|Full name||Ferdinand Lewis Alcindor|
|Know as||Abdul-Jabbar, Kareem, Kareem Abdul-Jabbar|
|Birth place||New York City, New York, USA|
|Age||72 years, 5 month, 7 days|
|Work||Kareem Abdul-Jabbar – Navigation boxes and awards|
|Height||7' 2" (2.18 m)|
Ferdinand Lewis Alcindor sourceskareemabduljabbar.com
Ferdinand Lewis Alcindor Biography:
Kareem Abdul-Jabbar was born in New York in 1947. His dominance continued in the NBA, first for the Milwaukee Bucks, and after the Los Angeles Lakers. Abdul Jabbar won six titles and six MVP awards, and completed as the league’s all time scorer. He retired in 1989.
The 7’2″ retired facility is widely regarded as among the best players in NBA history, and his gift was celebrated as soon as high school.
The single son of Ferdinand Lewis Alcindor Sr., a New York City cop, and his wife, Cora, Alcindor was always the tallest child in his class. In the age of 9 he stood an impressive 5’8″, and from the time he hit eighth grade, he had grown another complete foot and might already dunk a basketball.
He began playing the sport for an early age. At Power Memorial Academy, Alcindor come up with a high school livelihood few could rival. He establish Nyc school records in scoring and rebounds, while concurrently leading his team to an astonishing 71 back-to-back triumphs and three straight city titles.
After graduating in 1965, Alcindor registered in the University of California-Los Angeles. There, he continued his unprecedented dominance, becoming the school game’s greatest player.
In the spring of 1969 the Milwaukee Bucks, in just their second year of existence, chosen Alcindor with the initial overall pick in the NBA draft.
Alcindor immediately adapted to the professional game. He also helped radically alter the fortunes of his franchise.
The next season the Bucks, having added future Hall of Fame guard Oscar Robertson to their roll, made another tremendous jump.
Soon following the season finished, Alcindor converted to Islam and adopted the name Kareem Abdul-Jabbar, which translates into “noble, strong servant.”
In spite of all his on-the-court success as a Buck, Abdul Jabbar fought to find well-being off the court in his life in Milwaukee.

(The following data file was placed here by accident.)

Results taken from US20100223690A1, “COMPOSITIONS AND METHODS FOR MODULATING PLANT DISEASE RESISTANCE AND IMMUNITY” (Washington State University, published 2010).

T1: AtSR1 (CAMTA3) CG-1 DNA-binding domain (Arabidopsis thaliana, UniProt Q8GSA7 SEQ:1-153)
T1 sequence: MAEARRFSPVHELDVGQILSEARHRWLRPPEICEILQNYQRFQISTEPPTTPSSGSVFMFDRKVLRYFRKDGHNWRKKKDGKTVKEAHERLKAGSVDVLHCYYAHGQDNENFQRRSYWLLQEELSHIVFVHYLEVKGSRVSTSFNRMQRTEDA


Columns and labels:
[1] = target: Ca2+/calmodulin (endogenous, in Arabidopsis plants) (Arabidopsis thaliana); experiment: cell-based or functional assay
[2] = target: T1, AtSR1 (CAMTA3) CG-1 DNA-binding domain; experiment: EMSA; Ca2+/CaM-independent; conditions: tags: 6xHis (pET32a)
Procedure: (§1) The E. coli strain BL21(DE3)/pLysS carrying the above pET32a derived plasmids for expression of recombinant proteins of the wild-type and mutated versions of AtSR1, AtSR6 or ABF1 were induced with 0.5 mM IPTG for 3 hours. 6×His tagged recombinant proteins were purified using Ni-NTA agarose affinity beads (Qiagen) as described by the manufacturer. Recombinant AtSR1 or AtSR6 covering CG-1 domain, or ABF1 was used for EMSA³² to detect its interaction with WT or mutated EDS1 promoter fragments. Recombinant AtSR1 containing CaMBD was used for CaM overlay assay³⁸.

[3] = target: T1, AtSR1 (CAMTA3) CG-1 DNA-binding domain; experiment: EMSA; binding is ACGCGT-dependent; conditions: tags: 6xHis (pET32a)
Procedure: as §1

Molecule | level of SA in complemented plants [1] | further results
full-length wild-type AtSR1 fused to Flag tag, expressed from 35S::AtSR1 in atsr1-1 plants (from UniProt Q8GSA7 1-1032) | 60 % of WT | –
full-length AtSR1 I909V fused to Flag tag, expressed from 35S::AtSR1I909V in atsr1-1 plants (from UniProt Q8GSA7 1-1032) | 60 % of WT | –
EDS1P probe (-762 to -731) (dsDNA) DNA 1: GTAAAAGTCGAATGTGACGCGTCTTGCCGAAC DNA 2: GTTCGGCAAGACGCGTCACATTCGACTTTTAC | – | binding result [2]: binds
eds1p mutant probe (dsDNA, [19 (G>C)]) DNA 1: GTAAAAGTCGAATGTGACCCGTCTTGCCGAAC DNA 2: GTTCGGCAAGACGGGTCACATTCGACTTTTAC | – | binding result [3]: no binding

“Live in Milwaukee?” he said within an early magazine interview. “No, I suppose you could say I exist in Milwaukee. I’m a soldier hired for service and I am going to perform that service nicely. Basketball has given me a good life, yet this town doesn’t have anything regarding my origins. There is no common ground.”
Following the conclusion of the 1975 season, Abdul Jabbar demanded a trade, requesting Bucks direction send him to either New York or La. He was eventually sent west to get a bundle of players, none of whom came close to delivering for Milwaukee what Abdul Jabbar would give the Lakers.
Within the next 15 seasons Abduljabbar turned Los Angeles into a perennial winner.
His success on the court led to some acting chances. AbdulJabbar appeared in a number of movies, such as the 1979 martial arts movie Game of Death along with the 1980 comedy Airplane!
Even as he aged, the health-aware Abduljabbar stayed in outstanding shape. Well into his 30s, he nevertheless was able to average over 20 points a match. In the 1985 Finals against the Boston Celtics, which the Lakers won in six matches, the 38-year old Abdul Jabbar was named the series MVP.
When Abdul Jabbar retired in 1989, he was the NBA’s all time top scorer, with 38,387 points, and became the first NBA player to play for 20 seasons. His career totals contained 17,440 rebounds, 3, 189 blocks and 1,560 matches.
Years after his retirement, Abdul Jabbar looked particularly proud about his longevity. “The ’80s made up for most of the abuse I took during the ’70s,” he told the Orange County Register. “I outlived all my critics. From the time that I retired, everybody viewed me as a venerable institution. Things do change.”
Since his retirement, Abdul Jabbar has not drifted too far from the game he adores, working for the New York Knicks and the Los Angeles Lakers. He even spent a year as a trainer on the White Mountain Apache reservation in Arizona—an encounter that he recorded in the 2000 publication A Season on the Reservation. He’s written several other novels, including 2007’s On the Shoulders of Giants, about the Harlem Renaissance. Abdul Jabbar has additionally was employed as a public speaker as well as a representative for a number of products.
In 1995 Abdul Jabbar was elected to the Naismith Memorial Basketball Hall of Fame.
In November 2009 Abdul Jabbar was identified as having a rare type of leukemia, but his long term prospects seemed favorable. In February 2011, physicians declared the retired NBA star cancer free.
A father of five, Abdul Jabbar has four kids from his first marriage to Habiba Abdul-Jabbar as well as a son from a different relationship.